The device is implantable in the coronary sinus of the heart to partially encircle the mitral valve annulus. The device is ... When the device is implanted in the coronary sinus, the device exerts a substantially radially inward force to the mitral valve ... This places the coronary sinus essentially within the same plane as the mitral valve annulus making the coronary sinus ... and to and through the coronary sinus ostium 15. The sheath 32 is then further advanced into the coronary sinus 14. Advancement ...
Coronary sinus thrombosis is rare. Lesions associated with coronary sinus catheterization for retrograde cardioplegia during ... Figure 3: Right atriotomy showing the coronary sinus vegetation (RA: right atrium; CS: coronary sinus; M: mass). ... all four major epicardial coronary arteries and coronary sinus and associated with purulent pericarditis," American Journal of ... cm echogenic coronary sinus mass on the right atrium (Figure 2). There were no alterations of cardiac valves, and left ...
The coronary sinus drains into the right atrium, at the coronary sinus orifice, an opening between the inferior vena cava and ... The end of the great cardiac vein and the coronary sinus is marked by the Vieussens valve. The coronary sinus runs transversely ... Posterior view of coronary circulation Coronary arteries Percutaneous coronary intervention Anatomy figure: 20:04-03 at Human ... the valve of coronary sinus (or valve of Thebesius). The sinus, before entering the atrium, is considerably dilated - nearly to ...
... Roka, Attila; Borgquist, Rasmus LU and Singh, Jagmeet (2015) In Cardiac Electrophysiology ... Optimal coronary sinus lead positioning is important to increase the chance of successful resynchronization. Patient factors ... Optimal coronary sinus lead positioning is important to increase the chance of successful resynchronization. Patient factors ... Cardiac Resynchronization Therapy Devices, Coronary Sinus, Electrodes, Implanted, Evidence-Based Medicine, Heart Failure, ...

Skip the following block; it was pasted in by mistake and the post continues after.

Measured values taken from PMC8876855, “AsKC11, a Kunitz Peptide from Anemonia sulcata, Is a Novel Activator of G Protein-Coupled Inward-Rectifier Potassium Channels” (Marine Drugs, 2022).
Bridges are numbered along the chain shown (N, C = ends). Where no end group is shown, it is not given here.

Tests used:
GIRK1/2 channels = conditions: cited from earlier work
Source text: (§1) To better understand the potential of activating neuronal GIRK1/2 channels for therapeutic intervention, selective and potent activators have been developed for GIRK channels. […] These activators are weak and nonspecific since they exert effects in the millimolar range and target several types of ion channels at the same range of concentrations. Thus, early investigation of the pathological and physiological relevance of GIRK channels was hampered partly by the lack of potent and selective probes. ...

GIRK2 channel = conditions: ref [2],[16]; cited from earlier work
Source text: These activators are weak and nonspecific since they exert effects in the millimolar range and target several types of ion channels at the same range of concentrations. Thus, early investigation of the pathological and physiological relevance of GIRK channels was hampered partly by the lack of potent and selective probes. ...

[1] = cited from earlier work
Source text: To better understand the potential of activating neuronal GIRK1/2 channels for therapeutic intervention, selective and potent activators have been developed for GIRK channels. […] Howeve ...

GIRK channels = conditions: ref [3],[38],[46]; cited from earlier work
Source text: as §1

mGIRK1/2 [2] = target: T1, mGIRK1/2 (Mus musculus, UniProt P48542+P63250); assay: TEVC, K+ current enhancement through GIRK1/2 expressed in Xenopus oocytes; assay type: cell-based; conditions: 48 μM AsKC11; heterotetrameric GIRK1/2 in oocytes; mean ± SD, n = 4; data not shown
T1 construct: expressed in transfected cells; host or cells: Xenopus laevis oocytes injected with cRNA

M. O. Barry, B. A. Seeck, C. Virgilio et al., "Left main coronary anomaly arising from the right sinus of valsalva- ... Discovery of a Symptomatic Left Anomalous Coronary Artery from the Opposite Sinus and Postoperative Considerations. Ahmad Slim ... "Clinical profile of congenital coronary artery anomalies with origin from the wrong aortic sinus leading to sudden death in ... P. Angelini, Ed., Coronary Artery Anomalies: A Comprehensive Approach, Lippincott Williams and Wilkins, Philadelphia, Pa, USA, ...
The valve of the coronary sinus (Thebesian Ring) is a semicircular fold of the lining membrane of the right atrium, at the ... Anatomy of the valve of the coronary sinus (thebesian valve). Clinical Anatomy. Vol. 7 (1), 10-12. Abstract synd/4012 at Who ... orifice of the coronary sinus. It is situated at the base of the inferior vena cava. The valve may vary in size, or be ... It may prevent the regurgitation of blood into the sinus during the contraction of the atrium. This valve may be double or it ...
A Case of Ruptured Coronary Sinus of Valsalva - Download as Word Doc (.doc / .docx), PDF File (.pdf), Text File (.txt) or read ... of cases originate in the non-coronary sinus, which usually leads to a termination in the Right Atrium. Sinus of Valsalva ... Most often the aneurysm begins in the right coronary sinus (80%) and terminates in the right ventricle (72%) but up to 15% ... Congenital sinus of Valsalva aneurysm was first described 1839. This first published account describes rupture of a sinus of ...
Austria has announced that its Pressure-controlled Intermittent Coronary Sinus Occlusion (PICSO) Impulse System has ... By Blocking Coronary Sinus, Miracors PICSO System Targets Myocardial Blush; Gets CE Marked. December 16th, 2010 Smit Shah ... The biggest problem with such a system, in our opinion, is how to access the coronary sinus in a quick and efficient manner, ... The PICSO system works by occluding the venous side of the cardiac circulation, via an intermittent block at the coronary sinus ...